Adult Nursing

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Adult Nursing

Adult Nursing


Adult Nurses are Registered Nurses with specialty training at the master's-degree level, in primary care settings, such as the Nurse Practitioners and Nurse Midwives and acute care of inpatients, such as the Clinical Nurse Specialists and in operating rooms, such as Nurse Anesthetists. This has opened a door in the nursing field. Nurses' roles are no longer limited. Nurses now have opportunities to advance their career and expand their roles. Adult Nurses can be more directly involved in patient care decisions and be more independent from the physician. Adult Nurses are respected role models for Registered Nurses.

Darzi's on Adult Nursing: tackling obesity, reducing alcohol harm, treating drug addiction, reducing smoking rates, improving sexual health and improving mental health

"Every primary care trust will commission comprehensive wellbeing and prevention services, in partnership with local authories, with the services offered personalised to meet the specific needs of their local populations. Our efforts must be focused on six key goals: tackling obesity, reducing alcohol harm, treating drug addiction, reducing smoking rates, improving sexual health and improving mental health." Darzi(2008:9)

Lord Darzi's NHS Next Stage Review sets out the government's plans for NHS reform in England over the next 10 years. Its principal focus is on driving up the standards of quality in health care and putting clinicians at the heart of change. It is also intended to be locally driven.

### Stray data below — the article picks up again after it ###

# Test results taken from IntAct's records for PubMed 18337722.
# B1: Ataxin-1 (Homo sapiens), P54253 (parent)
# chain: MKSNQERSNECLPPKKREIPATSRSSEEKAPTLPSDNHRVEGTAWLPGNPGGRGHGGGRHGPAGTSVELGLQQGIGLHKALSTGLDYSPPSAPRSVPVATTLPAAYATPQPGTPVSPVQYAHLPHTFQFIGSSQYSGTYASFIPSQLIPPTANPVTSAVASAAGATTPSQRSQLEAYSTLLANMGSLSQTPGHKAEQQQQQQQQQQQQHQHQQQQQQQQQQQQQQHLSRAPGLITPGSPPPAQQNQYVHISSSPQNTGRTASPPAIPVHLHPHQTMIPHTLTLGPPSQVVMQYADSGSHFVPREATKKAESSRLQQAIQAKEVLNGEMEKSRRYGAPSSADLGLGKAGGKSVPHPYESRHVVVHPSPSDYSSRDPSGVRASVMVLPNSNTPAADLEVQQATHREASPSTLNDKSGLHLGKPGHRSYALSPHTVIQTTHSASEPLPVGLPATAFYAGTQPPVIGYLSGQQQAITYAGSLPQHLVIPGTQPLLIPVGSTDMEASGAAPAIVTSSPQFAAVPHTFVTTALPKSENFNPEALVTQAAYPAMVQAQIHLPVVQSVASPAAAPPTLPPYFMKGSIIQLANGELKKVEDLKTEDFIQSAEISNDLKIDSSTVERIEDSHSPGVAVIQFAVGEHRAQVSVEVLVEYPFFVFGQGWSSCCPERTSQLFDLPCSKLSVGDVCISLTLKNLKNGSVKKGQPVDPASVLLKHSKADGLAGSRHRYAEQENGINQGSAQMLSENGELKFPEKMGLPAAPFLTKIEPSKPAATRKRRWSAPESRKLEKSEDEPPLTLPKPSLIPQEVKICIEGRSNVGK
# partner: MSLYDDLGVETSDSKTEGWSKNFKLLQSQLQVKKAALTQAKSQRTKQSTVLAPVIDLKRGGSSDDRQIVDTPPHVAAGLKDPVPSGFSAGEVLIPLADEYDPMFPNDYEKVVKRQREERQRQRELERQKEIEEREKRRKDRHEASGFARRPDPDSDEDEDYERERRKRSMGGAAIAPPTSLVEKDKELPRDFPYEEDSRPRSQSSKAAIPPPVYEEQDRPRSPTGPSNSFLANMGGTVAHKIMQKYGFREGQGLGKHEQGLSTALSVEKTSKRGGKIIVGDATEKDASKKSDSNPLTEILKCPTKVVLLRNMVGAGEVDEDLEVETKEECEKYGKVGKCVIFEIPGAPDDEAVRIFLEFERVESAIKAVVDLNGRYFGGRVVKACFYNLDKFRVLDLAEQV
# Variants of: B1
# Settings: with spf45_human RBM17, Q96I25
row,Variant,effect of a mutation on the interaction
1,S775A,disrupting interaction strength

The review is based on the reports from strategic health authorities and clinical pathway working groups that presented a vision for change in their particular localities. It is not a 'national blueprint' but a means of enabling these local visions to become a reality.

One of the chief drivers of improvement will be a range of local quality indicators - measuring mortality, complication and survival rates as well as patient perceptions - that will enable clinicians to benchmark and improve their performance. A small proportion of trusts' income will also become conditional on quality indicators. Trusts will be obliged to produce annual 'quality accounts' similar to their financial accounts. Quality Observatories will also be set up in each region, and a National Quality Board (NQB), chaired by the NHS chief executive, will report to ministers on progress. The GPs Quality and Outcomes Framework will be modified to take account of these quality requirements. Membership of the NQB has been finalised and it has now begin its work. Meanwhile the quality framework designed to help local clinical teams improve their quality of care is available for use.

For the first time the NHS will have a formal constitution, spelling out its underlying principles and values as well as the rights and responsibilities of patients, the public and staff. Patient rights include the right to any drug or treatment recommended by NICE (National Institute for Health and Clinical Excellence) as well as the right to choose one's GP. The constitution has now been published following consultation and, subject to its passing in the current Health Bill, will impose legal duties on all providers and ...
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